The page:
In the meantime, Republicans offered a compromise that would have ensured that future nominees do not get bottled up in committee — a fate that befell many of then-President Bill Clinton’s appointees during the 1990s. But the GOP refused to yield on its main contention that all judicial nominees must ultimately face a vote that requires just 51 votes for confirmation.
With no compromise in sight, a senior Frist aide told reporters last week, “Soon now, all 100 Senators will have to decide.”
An adviser to Progress for America dismissed some newspaper polls showing displeasure with ending filibusters on judicial nominees, noting that support rises or falls by as much as 40 points depending on the question’s wording. Moreover, he suggested that the liberal groups have had more luck pushing their side of the story because of media bias.
“They may have a more sympathetic megaphone to talk through,” said Ben Ginsberg, a legal adviser to Progress for America.
Like other advisers to the group, Ginsberg’s GOP bona fides are strong. He served as counsel to the Bush-Cheney campaigns in 2000 and 2004 and as an outside counsel to the National Republican Senatorial Committee in 2002 when Frist was its chairman.
Much of the media work for the group is done by DCI Group, with the Progress for America account headed by Stuart Roy, the former communications director for House Majority Leader Tom DeLay (R-Texas). Roy was also communications director for the NRSC during the 2000 cycle, when current Senate Majority Whip Mitch McConnell (R-Ky.) chaired the GOP’s campaign arm.
Handling press operations inside Progress for America is Chris Myers, a former communications aide for Senate Republican Conference Chairman Rick Santorum (Pa.).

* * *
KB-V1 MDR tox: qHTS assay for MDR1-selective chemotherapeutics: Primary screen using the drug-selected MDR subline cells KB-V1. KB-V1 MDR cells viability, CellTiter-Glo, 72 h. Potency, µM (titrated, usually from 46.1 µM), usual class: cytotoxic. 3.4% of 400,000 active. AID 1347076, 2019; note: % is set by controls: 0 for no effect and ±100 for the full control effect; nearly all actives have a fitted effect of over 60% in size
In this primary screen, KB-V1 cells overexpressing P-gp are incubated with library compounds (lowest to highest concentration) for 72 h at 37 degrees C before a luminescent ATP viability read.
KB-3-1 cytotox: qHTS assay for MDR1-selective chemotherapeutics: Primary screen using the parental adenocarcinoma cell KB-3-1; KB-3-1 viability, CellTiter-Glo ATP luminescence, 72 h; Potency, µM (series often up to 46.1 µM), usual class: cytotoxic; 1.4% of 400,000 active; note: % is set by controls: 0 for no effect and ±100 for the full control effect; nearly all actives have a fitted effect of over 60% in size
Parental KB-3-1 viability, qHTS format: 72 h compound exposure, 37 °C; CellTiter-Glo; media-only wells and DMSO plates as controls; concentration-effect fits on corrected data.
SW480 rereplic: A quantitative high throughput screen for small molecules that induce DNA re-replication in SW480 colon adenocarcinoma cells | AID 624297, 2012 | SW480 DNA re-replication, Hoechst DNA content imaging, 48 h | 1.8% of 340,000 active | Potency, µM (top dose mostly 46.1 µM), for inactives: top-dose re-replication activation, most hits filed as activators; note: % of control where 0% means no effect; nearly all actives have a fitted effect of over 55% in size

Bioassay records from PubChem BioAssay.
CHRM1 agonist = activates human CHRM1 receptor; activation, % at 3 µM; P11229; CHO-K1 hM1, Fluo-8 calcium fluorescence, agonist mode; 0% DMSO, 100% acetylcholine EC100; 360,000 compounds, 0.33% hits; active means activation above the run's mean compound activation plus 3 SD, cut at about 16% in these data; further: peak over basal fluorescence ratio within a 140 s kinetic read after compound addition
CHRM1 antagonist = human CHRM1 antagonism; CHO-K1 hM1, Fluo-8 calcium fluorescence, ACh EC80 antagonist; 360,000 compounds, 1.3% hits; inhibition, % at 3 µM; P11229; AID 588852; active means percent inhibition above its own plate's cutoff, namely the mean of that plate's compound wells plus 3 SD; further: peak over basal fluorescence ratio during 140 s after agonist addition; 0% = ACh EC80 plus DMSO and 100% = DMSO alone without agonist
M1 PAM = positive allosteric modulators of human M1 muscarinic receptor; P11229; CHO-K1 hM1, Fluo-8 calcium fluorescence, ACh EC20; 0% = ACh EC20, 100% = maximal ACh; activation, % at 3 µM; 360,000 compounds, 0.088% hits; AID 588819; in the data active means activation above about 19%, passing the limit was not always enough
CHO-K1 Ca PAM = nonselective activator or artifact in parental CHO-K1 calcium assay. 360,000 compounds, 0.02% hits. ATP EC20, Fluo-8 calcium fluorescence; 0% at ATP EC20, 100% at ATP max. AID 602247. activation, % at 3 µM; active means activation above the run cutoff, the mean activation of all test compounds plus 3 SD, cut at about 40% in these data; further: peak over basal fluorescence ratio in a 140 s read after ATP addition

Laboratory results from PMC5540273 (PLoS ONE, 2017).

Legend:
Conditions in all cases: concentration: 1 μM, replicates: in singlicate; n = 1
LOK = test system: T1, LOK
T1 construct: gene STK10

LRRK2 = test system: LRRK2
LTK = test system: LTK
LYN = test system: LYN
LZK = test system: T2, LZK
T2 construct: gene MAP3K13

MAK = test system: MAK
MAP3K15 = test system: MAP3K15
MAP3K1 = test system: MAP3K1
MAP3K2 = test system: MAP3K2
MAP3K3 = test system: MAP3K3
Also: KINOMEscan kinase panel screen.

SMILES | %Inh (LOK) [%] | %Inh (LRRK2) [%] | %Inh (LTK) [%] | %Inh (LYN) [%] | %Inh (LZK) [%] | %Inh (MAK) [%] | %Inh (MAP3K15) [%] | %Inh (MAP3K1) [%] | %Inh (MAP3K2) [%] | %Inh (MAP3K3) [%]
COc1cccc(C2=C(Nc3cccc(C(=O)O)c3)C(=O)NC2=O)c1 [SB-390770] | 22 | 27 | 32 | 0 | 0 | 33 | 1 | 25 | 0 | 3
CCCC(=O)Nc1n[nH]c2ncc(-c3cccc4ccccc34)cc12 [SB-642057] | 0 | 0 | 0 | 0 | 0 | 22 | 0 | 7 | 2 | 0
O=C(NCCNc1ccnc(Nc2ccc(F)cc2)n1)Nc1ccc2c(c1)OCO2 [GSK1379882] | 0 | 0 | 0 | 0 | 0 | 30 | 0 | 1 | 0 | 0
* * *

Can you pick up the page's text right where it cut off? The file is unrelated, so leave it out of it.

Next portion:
Also on hand at Monday’s launch was C. Boyden Gray, the founder of another organization that is promoting Bush’s nominees, the Committee for Justice. Gray was White House counsel under President George H.W. Bush.
Despite such connections to the White House, the conservative activists said they had no precise knowledge of when the fight over the judicial process would erupt, and they added that they had no inside information that it would commence with either Brown or Owen.
The ad campaign this week is targeting six states — Alaska, Arkansas, Maine, Nebraska, North Dakota and Rhode Island — each with at least one Senator who could prove decisive if the issue comes to a final vote.
In particular, Sens. Lisa Murkowski (R-Alaska), Susan Collins (R-Maine) and Olympia Snowe (R-Maine) have refused to be pinned down on how they would vote if Frist forces a floor vote on procedurally ending filibusters.
Just two Republicans — Sens. John McCain (Ariz.) and Lincoln Chafee (R.I.) — have announced their intentions to oppose the move. Democrats would need to peel off four more Republicans to prevail in a floor fight.
The PFA ads, which were produced by McCarthy Marcus Hennings Ltd., will begin airing nationally next week when the Senate returns.
McCabe said the financing for the ads came from general solicitations and was not part of a specific fundraising drive on this one issue.